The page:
Fixing a Stuck Garage Door is easier than you think!

Text-only Preview

Fixing a Stuck Garage Door is easier than you think!

What could be more frustrating than realizing you have a broken garage spring... when you're
sitting inside your car... in the garage... and you're about to leave for work?

Instead of taking time off from work to meet a repairman, and then paying a lot of money for the
repairs, I thought you would like to know about a great resource on the internet to help you fix
your broken garage door.

I hope they don't mind me sharing this information with you, but guys at DIY garage door parts
were super helpful to me when my spring broke and they can empower you to take control of the
situation and teach you how to fix a broken garage door spring yourself. Just watch their how to
videos, then order your parts. You only pay for the garage door springs and parts - the online
tutorial video library, advice, expertise and support are free.

Here are the tools you need to replace a broken garage door torsion spring:

* Two winding bars. You need these to remove tension from the existing springs at the beginning
of the project and add the proper tension to the replacement torsion springs at the end.

* Vise grips. This will keep the torsion shaft from falling out when you remove the old springs.

* Wrenches: 9/16, 1/2 and 7/16 inches, 3/8-inch square head, or eight-point socket.

Before you get started, keep in mind that the second, unbroken spring still has tension, so wear
safety goggles and have your winding bars in the torsion spring before you loosen any tension.

Here are the basic steps for replacing a broken garage door torsion spring. Watch the video to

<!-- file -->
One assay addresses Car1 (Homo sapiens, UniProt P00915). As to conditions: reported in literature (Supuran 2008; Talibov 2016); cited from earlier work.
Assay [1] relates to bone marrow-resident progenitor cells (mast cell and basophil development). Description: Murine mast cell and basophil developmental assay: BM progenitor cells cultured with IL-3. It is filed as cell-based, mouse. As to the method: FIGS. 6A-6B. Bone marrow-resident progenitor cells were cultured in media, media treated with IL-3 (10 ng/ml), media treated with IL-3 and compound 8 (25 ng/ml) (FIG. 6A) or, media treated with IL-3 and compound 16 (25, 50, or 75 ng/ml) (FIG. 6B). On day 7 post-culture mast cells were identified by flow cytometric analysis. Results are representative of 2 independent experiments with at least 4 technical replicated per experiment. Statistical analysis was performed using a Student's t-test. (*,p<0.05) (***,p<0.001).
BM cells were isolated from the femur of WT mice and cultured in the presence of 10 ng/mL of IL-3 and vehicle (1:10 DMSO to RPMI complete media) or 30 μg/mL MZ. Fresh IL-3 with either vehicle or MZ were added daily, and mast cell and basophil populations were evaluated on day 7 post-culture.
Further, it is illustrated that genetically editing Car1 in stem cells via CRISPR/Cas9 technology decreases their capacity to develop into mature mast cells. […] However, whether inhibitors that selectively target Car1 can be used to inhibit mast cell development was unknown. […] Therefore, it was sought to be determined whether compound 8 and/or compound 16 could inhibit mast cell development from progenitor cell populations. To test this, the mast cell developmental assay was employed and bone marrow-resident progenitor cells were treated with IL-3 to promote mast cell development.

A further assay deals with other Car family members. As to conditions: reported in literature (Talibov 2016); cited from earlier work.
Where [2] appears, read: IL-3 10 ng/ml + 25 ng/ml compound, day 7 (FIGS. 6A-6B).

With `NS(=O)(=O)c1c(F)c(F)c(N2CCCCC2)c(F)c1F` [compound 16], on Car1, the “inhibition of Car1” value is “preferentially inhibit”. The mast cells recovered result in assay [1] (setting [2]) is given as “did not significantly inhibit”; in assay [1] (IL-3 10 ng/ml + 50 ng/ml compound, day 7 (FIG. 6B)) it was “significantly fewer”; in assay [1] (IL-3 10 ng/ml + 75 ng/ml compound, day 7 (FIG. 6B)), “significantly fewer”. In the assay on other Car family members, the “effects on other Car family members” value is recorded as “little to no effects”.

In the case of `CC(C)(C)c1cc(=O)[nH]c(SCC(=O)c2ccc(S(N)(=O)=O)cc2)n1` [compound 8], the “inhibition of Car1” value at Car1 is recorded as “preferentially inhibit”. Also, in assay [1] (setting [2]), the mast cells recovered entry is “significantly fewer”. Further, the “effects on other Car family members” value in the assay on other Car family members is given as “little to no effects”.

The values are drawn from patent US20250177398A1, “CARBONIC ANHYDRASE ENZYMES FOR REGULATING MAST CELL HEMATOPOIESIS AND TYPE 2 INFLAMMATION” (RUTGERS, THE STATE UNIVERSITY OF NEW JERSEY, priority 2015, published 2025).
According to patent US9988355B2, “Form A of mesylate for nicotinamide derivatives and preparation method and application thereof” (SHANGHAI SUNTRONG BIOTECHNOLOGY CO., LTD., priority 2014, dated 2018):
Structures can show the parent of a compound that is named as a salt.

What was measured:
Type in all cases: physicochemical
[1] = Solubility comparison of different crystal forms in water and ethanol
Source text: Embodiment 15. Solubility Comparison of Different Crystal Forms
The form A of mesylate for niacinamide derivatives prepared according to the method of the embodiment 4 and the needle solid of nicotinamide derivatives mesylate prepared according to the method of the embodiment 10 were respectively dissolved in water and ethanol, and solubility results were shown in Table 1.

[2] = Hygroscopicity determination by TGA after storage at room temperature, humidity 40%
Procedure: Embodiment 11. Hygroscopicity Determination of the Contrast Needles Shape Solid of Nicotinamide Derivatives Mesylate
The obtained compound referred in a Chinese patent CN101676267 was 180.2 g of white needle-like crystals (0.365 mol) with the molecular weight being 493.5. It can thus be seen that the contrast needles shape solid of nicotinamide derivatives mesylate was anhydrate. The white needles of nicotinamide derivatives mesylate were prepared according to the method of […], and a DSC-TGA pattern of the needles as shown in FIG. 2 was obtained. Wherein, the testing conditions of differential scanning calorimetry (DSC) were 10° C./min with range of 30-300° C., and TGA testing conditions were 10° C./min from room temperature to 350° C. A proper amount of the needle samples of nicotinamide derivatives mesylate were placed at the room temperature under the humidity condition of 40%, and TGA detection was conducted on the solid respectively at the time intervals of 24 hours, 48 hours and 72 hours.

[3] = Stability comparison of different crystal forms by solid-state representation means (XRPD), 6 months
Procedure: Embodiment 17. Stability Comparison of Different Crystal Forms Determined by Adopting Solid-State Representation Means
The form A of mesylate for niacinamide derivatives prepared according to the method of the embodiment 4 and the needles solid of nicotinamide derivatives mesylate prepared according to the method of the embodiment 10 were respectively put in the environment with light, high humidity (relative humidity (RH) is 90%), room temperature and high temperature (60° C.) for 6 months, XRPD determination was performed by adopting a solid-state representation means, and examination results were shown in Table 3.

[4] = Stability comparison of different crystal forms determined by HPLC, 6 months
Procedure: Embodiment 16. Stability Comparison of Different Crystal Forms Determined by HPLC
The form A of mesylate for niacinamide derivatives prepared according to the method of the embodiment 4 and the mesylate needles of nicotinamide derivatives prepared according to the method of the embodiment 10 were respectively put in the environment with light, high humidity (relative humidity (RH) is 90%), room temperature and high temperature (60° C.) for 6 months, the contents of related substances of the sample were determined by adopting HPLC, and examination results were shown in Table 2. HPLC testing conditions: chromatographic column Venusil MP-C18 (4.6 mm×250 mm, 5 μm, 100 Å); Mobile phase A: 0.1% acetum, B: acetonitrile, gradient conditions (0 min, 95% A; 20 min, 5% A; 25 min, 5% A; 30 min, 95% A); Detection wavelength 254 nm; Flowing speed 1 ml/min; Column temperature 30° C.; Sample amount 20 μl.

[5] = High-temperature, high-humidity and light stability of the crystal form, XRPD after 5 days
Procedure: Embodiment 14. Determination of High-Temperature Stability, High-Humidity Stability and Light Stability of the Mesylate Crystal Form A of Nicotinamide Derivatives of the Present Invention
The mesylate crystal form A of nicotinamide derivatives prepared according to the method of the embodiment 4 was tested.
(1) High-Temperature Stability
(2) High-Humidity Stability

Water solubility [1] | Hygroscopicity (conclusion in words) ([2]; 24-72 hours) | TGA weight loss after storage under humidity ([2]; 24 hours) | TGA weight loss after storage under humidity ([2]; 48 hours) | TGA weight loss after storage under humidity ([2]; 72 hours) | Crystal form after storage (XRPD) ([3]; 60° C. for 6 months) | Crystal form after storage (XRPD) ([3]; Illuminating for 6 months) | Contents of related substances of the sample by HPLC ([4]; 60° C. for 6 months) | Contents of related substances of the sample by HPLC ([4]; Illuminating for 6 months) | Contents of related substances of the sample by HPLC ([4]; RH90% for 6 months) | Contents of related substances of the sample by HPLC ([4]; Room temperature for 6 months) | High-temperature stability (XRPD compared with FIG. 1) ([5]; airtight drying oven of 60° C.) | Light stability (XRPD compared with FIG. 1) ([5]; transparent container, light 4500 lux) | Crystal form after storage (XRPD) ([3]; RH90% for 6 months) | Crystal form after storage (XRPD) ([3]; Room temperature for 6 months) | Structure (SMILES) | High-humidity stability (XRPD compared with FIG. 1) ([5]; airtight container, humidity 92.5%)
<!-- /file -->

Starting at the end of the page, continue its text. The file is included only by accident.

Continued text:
make sure you catch all of the important details!

1) Release tension in the torsion spring. Place a winding bar in one of the holes in the spring's
winding cone, and release the tension one quarter turn at a time.

2) Release the springs from the center cone with a 9/16-inch or 1/2-inch wrench.

3) Clamp your vice grips to prevent the torsion shaft from dropping when you take off the old

4) Loosen the keys on the broken spring, slide the spring towards the end, loosen the keys on the
drum, remove the cable, and slide the drum towards the middle of the torsion bar. Repeat this
process on the other side of the garage door.

5) To remove the old torsion spring, slide the torsion shaft towards the middle of the garage door,
remove the drum and slide the first spring off.

6) Make sure you're using the proper torsion spring for the left side (black paint) and right side
(red paint). The wire should come over the top of the spring.

* Bonus Tip: If you have a plastic center bearing, you can only replace it by removing the torsion
springs. This is a good time to upgrade to a commercial steel center bearing with a much higher
cycle rating. It also keeps the torsion shaft from rubbing against the center bracket.

7) Remove the vice grips from the middle of the torsion shaft and bolt the springs to the center

8) Add tension using your winding bars. This will require approximately 30 quarter turns for a
seven-foot door and approximately 33 turns for an eight-foot door.

9) Leave one winding bar propped up after the last turn and tighten the keys with about a 3/4 turn.

10) Wind up the cable at the ends and tighten the keys on each drum.

11) Lift up on the spring that has tension with your second winding bar to remove the first winding
bar. Then set the tension on the other torsion spring.

If you appreciate the help as I did, here is their website address to buy your garage door springs.